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Annals of Indian Academy of Neurology
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ORIGINAL ARTICLE
Year : 2020  |  Volume : 23  |  Issue : 3  |  Page : 255-260

Sural radial amplitude ratio: A study in healthy Indian subjects


1 Clinical Neurophysiology, Bombay Hospital, Mumbai, India
2 Neuro-Electrophysiologist, Dhonde Hospital, Nanded, India
3 Neurophysiologist CNS Clinic, Navi Mumbai, India
4 Associate Consultant, Bombay Hospital, Mumbai, India
5 Neurophysiologist, Apollo Hospital, Navi Mumbai, India
6 Junior Consultant, Bombay Hospital, Mumbai, Maharashtra, India

Correspondence Address:
Dr. Khushnuma Mansukhani
Bombay Hospital, EMG Department, 2nd Floor, MRC Building, 12, Marine Lines, Mumbai - 0400020, Maharashtra
India
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Source of Support: None, Conflict of Interest: None


DOI: 10.4103/aian.AIAN_321_20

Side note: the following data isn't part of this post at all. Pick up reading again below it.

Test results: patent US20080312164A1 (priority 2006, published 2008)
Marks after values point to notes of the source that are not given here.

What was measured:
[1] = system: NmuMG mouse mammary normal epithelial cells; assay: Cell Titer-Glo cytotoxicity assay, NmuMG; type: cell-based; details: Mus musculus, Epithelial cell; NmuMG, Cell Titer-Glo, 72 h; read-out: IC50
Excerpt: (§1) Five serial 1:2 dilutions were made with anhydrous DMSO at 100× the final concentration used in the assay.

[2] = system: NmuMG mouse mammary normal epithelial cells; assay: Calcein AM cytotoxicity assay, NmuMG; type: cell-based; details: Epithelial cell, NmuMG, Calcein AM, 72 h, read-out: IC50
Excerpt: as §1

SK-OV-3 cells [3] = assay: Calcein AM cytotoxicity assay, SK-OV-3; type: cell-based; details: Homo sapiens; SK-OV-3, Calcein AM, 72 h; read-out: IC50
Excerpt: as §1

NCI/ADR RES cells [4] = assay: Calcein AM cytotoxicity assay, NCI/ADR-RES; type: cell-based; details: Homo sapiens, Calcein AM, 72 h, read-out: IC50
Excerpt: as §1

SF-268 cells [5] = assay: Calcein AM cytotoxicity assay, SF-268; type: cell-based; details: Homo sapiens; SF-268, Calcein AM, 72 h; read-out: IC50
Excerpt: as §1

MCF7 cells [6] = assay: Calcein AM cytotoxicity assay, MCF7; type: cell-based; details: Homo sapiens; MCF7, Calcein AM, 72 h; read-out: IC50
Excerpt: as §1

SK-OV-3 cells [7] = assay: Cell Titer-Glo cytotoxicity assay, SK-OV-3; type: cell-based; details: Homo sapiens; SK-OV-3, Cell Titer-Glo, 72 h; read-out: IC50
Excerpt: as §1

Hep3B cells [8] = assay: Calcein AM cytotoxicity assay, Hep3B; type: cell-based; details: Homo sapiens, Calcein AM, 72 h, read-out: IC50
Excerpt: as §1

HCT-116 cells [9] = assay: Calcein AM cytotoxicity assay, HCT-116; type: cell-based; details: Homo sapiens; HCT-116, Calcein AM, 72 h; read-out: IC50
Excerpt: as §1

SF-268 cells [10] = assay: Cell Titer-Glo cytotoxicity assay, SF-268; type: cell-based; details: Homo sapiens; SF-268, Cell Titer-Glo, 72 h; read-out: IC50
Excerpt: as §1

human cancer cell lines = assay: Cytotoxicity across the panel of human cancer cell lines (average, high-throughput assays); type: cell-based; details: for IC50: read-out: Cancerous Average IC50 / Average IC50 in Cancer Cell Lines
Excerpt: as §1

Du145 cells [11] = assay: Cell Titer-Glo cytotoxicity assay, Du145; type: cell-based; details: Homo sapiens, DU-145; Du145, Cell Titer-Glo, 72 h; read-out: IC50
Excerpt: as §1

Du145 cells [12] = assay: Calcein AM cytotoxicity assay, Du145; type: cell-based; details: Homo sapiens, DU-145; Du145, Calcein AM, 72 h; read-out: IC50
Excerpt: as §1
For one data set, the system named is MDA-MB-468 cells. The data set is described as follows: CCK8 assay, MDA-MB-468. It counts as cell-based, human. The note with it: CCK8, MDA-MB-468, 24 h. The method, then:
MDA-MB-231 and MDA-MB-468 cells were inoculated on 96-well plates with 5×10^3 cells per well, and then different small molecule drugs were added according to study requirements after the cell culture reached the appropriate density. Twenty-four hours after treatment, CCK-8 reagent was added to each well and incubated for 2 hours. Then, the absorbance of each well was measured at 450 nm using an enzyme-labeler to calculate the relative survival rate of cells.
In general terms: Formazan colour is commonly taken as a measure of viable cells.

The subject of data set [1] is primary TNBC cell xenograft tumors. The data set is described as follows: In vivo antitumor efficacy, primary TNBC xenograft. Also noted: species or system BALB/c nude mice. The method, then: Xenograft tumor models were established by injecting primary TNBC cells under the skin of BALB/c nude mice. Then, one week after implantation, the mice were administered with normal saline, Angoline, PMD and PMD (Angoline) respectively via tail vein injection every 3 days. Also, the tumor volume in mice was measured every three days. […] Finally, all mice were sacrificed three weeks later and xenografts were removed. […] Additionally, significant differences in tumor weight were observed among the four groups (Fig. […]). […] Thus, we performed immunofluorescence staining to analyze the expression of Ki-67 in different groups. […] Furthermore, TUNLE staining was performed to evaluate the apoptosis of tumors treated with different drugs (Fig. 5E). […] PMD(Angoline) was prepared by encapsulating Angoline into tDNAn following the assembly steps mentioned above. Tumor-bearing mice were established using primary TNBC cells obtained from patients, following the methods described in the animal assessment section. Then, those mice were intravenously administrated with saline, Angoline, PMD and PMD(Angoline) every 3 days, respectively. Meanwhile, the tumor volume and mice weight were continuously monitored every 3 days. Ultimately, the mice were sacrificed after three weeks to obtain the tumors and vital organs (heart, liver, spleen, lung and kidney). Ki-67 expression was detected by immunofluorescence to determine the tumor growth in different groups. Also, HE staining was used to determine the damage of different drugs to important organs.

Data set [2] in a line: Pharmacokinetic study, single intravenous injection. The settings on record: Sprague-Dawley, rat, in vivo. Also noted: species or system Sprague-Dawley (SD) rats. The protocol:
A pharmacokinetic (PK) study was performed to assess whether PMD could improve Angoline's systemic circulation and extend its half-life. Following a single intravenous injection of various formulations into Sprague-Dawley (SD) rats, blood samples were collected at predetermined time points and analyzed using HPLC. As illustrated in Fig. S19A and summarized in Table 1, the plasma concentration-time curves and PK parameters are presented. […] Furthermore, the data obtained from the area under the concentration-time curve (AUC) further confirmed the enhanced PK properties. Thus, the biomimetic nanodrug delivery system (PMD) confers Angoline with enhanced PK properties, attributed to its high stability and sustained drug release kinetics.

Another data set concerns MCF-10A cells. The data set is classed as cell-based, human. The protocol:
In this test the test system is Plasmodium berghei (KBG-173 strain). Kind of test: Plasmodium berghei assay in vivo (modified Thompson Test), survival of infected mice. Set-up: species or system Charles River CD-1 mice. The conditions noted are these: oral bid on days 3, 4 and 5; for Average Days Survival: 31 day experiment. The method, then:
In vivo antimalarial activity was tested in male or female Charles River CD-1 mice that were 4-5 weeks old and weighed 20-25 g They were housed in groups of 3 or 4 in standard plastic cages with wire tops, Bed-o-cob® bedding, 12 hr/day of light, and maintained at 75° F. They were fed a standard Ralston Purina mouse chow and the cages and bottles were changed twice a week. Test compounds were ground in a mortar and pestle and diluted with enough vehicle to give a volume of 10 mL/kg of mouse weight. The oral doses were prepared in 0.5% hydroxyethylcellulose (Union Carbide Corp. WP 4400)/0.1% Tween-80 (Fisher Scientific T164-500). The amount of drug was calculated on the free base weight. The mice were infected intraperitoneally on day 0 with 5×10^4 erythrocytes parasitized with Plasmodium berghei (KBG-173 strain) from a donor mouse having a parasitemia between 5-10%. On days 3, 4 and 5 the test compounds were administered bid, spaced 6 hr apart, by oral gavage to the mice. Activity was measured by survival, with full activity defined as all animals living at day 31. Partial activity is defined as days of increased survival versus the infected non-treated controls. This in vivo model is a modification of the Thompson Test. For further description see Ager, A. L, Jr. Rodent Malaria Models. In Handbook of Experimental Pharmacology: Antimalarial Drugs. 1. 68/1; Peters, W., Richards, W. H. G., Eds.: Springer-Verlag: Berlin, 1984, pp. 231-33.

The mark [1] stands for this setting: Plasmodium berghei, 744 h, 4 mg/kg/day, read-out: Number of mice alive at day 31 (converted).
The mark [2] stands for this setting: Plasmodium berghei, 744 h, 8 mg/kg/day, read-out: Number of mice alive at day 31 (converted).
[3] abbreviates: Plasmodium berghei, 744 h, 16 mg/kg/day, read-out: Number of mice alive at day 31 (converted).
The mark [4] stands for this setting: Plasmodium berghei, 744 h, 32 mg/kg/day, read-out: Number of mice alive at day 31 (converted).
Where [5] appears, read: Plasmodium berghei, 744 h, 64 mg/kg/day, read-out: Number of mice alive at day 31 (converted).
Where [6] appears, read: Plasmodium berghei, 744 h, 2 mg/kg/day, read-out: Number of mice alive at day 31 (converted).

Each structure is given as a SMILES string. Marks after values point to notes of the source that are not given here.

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Context: The amplitude ratio of sural radial sensory nerve action potential is used as a sensitive measure for the diagnosis of an early distal axonal peripheral neuropathy. There is no age-stratified reference data available. Aim: To establish age-stratified sural radial amplitude ratio (SRAR) reference data in healthy Indian subjects. Study Setting and Design: The study was conducted in the electrodiagnostic laboratory of a tertiary city hospital and is an analytical, prospective, and field trial study. Materials and Methods: A prospective study was conducted on 146 healthy volunteers between 18 and 86 years, stratified into 6 groups, a = 18–30 years, b = 31–40 years, c = 41–50 years, d = 51–60 years, e = 61–70 years, and f = >70 years. Sural: Radial amplitude ratio was calculated. Statistical Methods: Stata 12.1 statistical program was used. Lower limit of SRAR was obtained (mean-2SD of transformed data). ANOVA defined the intergroup variability, and linear regression and Pearson's correlation assessed the statistical significance. Results: The lower limit of normal SRAR, for each age group is as follows: a: 0.30, b: 0.23, c: 0.20, d: 0.17, e: 0.17, and f: 0.08. SRAR of groups a, b, c was significantly different from groups e and f. Similarly, SRAR was significantly different between groups d and f but not between groups d and e or a, b, c, d. Conclusion: This study provides age-stratified reference data for SRAR. There is evidence to suggest that SRAR varies with age; hence, a single value of SRAR should not be used when diagnosing a peripheral neuropathy based on this criterion.


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